3. You have rules at home for good reason. While it's normal and somewhat expected that grandparents will "spoil" a grandchild a bit more than the parents do, you expect your rules to be followed for the most part (or at least the biggies) while your son is with them. Not expecting him to follow rules at their house makes it even worse for your household and for him when he comes home. They are not doing this child any favors by basically teaching him that it's ok to act like this. He won't magically wake up one day when he's older and know how to act and behave like a mature, responsible person. It needs to be learned and worked on. That's part of what childhood and adolescence is about.
    4. While the last thing you want to do is keep them and you son from each other, if they still refuse to follow your rules, their visits will be greatly reduced and/or strictly monitored by you.

    This is just my opinion but something I would do given the same situation. My husband and I have cut off or restricted time out difficult child has spent with people for similar reasons although not with people as close as grandparent. It hoovers (our board has a self sensor feature so hoover is our "code" for s u c k s) to have to do that but sometimes it is in the best interest of the child.

    I just went back and reread some of the responses you have already received. Discipline types and expectations were mentioned and I want to add to it. Parenting styles, so to speak, vary from parent to parent but also from child to child. What you could allow/trust one child to do (difficult child or easy child), may not be the best thing for another child. As an example, when I was about 16, my grandmother was in the hospital a couple of hours away. My parents stayed with her and not only was I by myself for up to a week, I also went to her house twice daily. I had to feed and water the cows that she had and keep her wood stove going in addition to keeping OUR stove going. (Only source of heat and it was in the winter). I was mature and trusted enough to do this but given the same situation with my son? No way in hades he would be able to do this. Even the kids of some of my friends. Some of them I think could do this, others not and these are so called easy child kids. My point is, like others have said, you may need to change your style and your expectations. If it turns out that there is something else going on besides ODD (and as others have said, that is RARELY a stand alone diagnosis), you will have to adjust your handling of him and of situations to what can work best for him. My son can't be trusted with a lot of items in our house. We've talked and talked, grounded, told, worked on it in counseling....all kinds of things. In the end? We keep these things literally locked up. I hate living like this but it's the only thing that works. Would I like to see him realize and get that he can't mess with other's things? Sure. But, he hasn't gotten it yet so this is what we do. Punishment just doesn't work on this with him no matter what we do, say or want.

    Get some further testing for your son, see where that takes you and go from there. Pick your battles for now as, much as we all want obedient kids, sometimes it's just not worth the fight.
  11. KYDad

    KYDad New Member

    Oh boy. I wasn't quite prepared for the responses I'm afraid.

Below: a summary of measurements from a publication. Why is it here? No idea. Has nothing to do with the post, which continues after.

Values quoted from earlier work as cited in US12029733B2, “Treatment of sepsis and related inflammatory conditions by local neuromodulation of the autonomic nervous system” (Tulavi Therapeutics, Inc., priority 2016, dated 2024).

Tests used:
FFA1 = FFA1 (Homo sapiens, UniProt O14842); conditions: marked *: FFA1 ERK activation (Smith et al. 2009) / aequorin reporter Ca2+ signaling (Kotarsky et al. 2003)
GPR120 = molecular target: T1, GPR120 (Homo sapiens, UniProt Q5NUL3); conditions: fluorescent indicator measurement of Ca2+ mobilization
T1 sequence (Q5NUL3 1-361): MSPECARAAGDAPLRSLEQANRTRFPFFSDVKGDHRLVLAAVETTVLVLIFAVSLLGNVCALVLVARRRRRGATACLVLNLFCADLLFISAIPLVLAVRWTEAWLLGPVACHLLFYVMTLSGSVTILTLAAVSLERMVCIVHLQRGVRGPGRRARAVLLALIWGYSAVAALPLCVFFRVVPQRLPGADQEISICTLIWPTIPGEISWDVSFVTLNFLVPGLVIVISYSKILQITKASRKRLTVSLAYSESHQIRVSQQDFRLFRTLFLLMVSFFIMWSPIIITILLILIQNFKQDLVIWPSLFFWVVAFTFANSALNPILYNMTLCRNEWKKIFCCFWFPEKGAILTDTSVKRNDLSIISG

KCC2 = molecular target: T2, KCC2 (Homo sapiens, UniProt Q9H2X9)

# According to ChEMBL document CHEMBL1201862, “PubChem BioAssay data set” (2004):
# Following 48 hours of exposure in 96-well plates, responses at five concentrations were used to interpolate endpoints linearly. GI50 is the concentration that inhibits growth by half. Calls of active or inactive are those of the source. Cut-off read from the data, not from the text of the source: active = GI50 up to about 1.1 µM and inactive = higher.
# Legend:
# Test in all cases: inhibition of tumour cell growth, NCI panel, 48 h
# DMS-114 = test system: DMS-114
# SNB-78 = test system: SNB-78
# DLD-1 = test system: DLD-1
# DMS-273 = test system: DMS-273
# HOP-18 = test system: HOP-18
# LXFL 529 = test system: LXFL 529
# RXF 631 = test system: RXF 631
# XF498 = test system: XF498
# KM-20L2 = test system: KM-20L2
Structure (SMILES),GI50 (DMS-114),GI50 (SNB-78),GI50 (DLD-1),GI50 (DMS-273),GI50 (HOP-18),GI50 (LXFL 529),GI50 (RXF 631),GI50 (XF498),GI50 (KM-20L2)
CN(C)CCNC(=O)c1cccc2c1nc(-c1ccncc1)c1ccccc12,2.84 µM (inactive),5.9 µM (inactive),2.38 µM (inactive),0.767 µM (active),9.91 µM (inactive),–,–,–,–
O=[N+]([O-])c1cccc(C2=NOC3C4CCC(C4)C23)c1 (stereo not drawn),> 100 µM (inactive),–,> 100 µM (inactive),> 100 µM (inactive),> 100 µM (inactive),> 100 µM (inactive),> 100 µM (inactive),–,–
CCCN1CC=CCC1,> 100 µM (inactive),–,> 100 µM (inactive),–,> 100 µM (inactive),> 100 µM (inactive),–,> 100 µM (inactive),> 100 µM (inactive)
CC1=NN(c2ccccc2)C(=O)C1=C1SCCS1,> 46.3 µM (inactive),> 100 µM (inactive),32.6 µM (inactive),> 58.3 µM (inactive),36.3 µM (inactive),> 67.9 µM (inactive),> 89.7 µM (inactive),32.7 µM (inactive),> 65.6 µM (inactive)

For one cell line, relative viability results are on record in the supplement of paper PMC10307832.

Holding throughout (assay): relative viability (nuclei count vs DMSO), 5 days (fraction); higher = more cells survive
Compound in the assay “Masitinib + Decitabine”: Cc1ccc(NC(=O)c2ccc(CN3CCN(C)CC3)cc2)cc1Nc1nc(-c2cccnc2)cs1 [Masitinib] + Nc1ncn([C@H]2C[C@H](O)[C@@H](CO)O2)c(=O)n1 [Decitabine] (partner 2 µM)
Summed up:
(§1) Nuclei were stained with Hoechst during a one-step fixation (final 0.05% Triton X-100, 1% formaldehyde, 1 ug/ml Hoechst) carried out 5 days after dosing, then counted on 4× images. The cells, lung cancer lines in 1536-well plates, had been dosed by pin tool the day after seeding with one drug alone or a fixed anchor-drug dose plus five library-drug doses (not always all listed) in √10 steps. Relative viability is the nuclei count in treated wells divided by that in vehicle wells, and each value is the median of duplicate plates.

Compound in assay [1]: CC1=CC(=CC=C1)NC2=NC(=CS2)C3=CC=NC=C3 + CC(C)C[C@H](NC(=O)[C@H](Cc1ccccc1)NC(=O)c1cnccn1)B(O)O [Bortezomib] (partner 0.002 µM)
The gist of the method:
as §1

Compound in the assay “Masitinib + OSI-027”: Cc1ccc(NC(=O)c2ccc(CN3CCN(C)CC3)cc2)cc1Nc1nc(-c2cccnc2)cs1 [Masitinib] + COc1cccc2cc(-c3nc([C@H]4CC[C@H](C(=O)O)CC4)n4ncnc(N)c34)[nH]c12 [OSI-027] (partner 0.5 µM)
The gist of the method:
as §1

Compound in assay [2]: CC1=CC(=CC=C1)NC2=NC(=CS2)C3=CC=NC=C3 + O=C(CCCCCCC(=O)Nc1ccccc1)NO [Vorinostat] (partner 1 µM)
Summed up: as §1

Let me see if I can clarify myself.

    It wasn't an issue of "indulgence" (poor choice of words) so much as no follow up to saying no. No would be repeated, over and over and over but nothing was ever done to enforce the no. This was my wife, her parents, and her sister who all did this. It was ok to them to threaten a punishment, with no follow through. Eventually, any parent must back up their words with some action so the child understands that the word represents an action that "could" come their way if they don't stop what they are doing. This was not the case with their family. Eventually, after hearing "no" enough (which was around about the fifth or sixth time) I would intervene and enforce the no. According to them I was being too harsh. I think it is harsh not to follow up, because to not do so would be to confuse the child into thinking that there are no consequences for inappropriate actions.

    Ok, the treasured issue. He wasn't really treasured, he was allowed to do whatever he wanted to do. The adults (in her family) did what the children wanted. They were cruise directors really. They were the source of entertainment, food, snacks, candy, toys. You name it. They were not taught any form of respect for adults. I witnessed son's cousin yell at his mom "You're stupid" with absolutely no response from his mother. None. This is an incident that was repeated over and over again.

    It wasn't treasured, it was put upon a pedestal and revered. That is not what most people would determine to be normal by any degree of standard.

    OK, what the heck is a difficult child? I like to think myself a resonably intelligent person, but I can't figure this out.

    Thank you Marguerite for your repsonse. It was quite insightful. Let me elaborate on the areas that you are missing.

    My son is quite intelligent. He is going into the 3rd grade this fall. While he was in second grade he read at a 5th grade level. All of his assesments indicate that he is one of the brighter students in his class. And again, his behavior at school has been normal. There have been instances where he feels that he can do what he wants, when he wants. After talking with me, the teacher employed what I suggested and he corrected. He gets along with the other students pretty well, no issues that come to mind.